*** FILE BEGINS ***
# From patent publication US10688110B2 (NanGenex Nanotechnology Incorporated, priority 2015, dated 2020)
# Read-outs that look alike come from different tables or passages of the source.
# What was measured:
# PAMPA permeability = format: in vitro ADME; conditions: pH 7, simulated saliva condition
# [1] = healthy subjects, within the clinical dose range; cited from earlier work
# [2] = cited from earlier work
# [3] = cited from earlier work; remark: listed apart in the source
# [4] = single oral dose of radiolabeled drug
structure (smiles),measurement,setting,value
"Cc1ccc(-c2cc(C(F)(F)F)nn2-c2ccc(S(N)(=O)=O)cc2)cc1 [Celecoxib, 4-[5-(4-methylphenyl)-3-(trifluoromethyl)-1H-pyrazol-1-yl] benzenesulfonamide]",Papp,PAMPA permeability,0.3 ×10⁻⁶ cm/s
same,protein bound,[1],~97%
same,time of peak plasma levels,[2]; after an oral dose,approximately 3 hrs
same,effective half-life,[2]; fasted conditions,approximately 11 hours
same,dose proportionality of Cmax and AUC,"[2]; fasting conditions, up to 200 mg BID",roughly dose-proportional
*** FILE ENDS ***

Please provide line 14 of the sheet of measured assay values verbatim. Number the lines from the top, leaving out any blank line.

same,dose proportionality of Cmax and AUC,"[2]; fasting conditions, up to 200 mg BID",roughly dose-proportional